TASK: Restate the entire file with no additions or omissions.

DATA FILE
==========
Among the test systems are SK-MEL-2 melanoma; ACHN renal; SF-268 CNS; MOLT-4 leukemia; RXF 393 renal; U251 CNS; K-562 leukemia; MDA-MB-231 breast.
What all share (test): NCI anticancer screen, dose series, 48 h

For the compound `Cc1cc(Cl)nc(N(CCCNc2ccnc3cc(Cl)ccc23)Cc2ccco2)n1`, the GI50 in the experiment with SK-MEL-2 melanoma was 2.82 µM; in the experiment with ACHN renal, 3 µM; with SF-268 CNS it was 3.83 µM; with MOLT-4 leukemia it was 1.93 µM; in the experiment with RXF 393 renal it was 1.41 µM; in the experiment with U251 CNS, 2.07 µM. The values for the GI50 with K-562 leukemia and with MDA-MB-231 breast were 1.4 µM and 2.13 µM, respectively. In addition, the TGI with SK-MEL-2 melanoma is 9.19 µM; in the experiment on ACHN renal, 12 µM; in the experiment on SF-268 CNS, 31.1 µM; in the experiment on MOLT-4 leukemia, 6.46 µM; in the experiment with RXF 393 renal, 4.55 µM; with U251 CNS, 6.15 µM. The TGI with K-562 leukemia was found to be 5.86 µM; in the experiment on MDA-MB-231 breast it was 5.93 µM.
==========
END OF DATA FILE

Among the test systems are SK-MEL-2 melanoma; ACHN renal; SF-268 CNS; MOLT-4 leukemia; RXF 393 renal; U251 CNS; K-562 leukemia; MDA-MB-231 breast.
What all share (test): NCI anticancer screen, dose series, 48 h

For the compound `Cc1cc(Cl)nc(N(CCCNc2ccnc3cc(Cl)ccc23)Cc2ccco2)n1`, the GI50 in the experiment with SK-MEL-2 melanoma was 2.82 µM; in the experiment with ACHN renal, 3 µM; with SF-268 CNS it was 3.83 µM; with MOLT-4 leukemia it was 1.93 µM; in the experiment with RXF 393 renal it was 1.41 µM; in the experiment with U251 CNS, 2.07 µM. The values for the GI50 with K-562 leukemia and with MDA-MB-231 breast were 1.4 µM and 2.13 µM, respectively. In addition, the TGI with SK-MEL-2 melanoma is 9.19 µM; in the experiment on ACHN renal, 12 µM; in the experiment on SF-268 CNS, 31.1 µM; in the experiment on MOLT-4 leukemia, 6.46 µM; in the experiment with RXF 393 renal, 4.55 µM; with U251 CNS, 6.15 µM. The TGI with K-562 leukemia was found to be 5.86 µM; in the experiment on MDA-MB-231 breast it was 5.93 µM.